Community gardeners, backyard gardeners, local foodies, green folks, farmers, teachers, kids. . .can you help out with this emerging event? Contact me at szurier at wesleyan dot edu or leave a comment, and I’ll be in touch.
You heard it here second (maybe first?), the Obamas will plant a vegetable garden on the White House grounds. Maybe that’s why the fountain perhaps predicted this new development by spouting green water earlier this week.
You can read all about it in the upcoming O, The Oprah Magazine:
Michelle Obama: We’re also working on a wonderful new garden project.
Oprah: Will kids get to visit the garden?
Michelle Obama: We want to use it as a point of education, to talk about health and how delicious it is to eat fresh food, and how you can take that food and make it part of a healthy diet. You know, the tomato that’s from your garden tastes very different from one that isn’t. And peas – what is it like to eat peas in season? So we want the White House to be a place of education and awareness. And hopefully kids will be interested because there are kids living here.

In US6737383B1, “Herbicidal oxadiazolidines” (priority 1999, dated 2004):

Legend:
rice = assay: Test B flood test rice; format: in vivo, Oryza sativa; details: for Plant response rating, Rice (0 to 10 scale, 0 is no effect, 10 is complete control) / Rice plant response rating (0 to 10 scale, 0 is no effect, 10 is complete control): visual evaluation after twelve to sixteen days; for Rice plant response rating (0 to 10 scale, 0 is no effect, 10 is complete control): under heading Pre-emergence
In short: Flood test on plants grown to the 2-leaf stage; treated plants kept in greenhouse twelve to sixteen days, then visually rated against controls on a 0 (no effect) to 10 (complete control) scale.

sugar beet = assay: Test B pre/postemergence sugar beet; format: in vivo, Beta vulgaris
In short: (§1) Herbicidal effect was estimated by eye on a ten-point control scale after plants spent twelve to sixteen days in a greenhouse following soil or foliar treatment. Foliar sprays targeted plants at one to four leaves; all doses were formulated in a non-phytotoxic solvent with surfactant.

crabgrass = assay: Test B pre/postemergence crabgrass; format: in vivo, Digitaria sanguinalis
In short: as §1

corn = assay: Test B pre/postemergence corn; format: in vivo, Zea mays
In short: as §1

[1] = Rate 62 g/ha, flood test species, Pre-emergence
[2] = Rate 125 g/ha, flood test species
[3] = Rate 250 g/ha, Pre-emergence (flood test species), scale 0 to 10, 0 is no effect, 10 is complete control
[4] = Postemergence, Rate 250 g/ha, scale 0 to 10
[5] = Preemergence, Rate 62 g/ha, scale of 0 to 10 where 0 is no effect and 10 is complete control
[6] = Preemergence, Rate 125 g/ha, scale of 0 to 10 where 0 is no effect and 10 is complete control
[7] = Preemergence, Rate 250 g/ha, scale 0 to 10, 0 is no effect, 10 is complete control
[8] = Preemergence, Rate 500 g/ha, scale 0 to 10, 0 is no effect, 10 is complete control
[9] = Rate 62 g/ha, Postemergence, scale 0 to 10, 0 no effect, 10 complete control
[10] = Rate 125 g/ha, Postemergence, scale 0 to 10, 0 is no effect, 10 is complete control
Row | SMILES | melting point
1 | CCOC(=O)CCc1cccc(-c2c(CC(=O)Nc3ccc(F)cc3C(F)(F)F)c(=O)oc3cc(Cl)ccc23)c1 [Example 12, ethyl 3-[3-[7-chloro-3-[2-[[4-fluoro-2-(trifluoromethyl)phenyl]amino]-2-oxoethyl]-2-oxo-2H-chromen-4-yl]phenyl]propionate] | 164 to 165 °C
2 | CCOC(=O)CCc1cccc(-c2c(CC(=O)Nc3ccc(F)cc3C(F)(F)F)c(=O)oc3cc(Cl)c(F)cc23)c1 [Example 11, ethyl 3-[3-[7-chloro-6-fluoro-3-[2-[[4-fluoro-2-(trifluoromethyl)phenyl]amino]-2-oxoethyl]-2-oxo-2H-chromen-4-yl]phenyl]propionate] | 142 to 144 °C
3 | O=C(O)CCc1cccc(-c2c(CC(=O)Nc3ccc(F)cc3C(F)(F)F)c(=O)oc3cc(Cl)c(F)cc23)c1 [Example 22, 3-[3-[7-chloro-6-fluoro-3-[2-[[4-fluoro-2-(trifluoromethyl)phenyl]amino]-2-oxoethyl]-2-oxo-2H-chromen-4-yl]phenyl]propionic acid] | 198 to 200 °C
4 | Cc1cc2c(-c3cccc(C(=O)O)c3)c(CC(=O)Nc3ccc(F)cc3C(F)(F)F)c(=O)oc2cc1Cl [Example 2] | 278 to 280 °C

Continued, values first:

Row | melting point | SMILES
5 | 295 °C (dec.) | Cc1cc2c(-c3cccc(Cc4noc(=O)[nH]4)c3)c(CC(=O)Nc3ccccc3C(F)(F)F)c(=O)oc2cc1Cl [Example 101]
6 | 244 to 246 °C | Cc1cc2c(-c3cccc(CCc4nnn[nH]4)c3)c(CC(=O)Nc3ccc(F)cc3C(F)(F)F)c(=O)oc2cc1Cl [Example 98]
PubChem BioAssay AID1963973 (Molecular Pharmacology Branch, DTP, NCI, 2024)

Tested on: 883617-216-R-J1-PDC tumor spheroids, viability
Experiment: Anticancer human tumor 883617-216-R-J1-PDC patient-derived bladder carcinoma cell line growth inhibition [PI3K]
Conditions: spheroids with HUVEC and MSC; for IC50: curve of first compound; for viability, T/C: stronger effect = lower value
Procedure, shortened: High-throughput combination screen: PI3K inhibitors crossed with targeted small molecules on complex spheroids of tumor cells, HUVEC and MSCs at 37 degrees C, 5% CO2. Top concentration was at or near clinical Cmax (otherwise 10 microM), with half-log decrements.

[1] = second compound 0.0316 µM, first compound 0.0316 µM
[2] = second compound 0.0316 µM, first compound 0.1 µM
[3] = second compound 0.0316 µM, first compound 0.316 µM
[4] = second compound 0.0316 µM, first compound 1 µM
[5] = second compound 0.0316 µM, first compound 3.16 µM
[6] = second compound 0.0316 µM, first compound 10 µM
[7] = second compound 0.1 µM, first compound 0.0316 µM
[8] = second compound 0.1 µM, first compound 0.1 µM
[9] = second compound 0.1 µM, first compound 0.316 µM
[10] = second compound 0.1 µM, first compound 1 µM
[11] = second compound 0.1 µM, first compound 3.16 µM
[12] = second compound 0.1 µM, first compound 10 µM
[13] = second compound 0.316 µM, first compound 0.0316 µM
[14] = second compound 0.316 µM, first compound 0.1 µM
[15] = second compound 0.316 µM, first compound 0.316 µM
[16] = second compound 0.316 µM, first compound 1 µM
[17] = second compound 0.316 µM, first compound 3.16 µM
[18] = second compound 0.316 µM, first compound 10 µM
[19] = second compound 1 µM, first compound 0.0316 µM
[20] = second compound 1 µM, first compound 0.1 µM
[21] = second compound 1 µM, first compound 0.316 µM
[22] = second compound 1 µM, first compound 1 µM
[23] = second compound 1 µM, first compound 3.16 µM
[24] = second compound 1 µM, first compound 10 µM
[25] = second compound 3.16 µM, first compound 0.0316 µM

Just keep repeating, O, The Oprah Magazine. O, The Oprah Magazine. O, The O…
Got a little distracted. Congratulations to the “Eat the View” campaign. And best wishes to the Obamas, our First Gardeners.
Fickle Providence! Sometimes one must choose between gardens and history. I’m headed to the latter, but I’d love to hear from you about the former. Both events will take place Thursday, Feb. 26.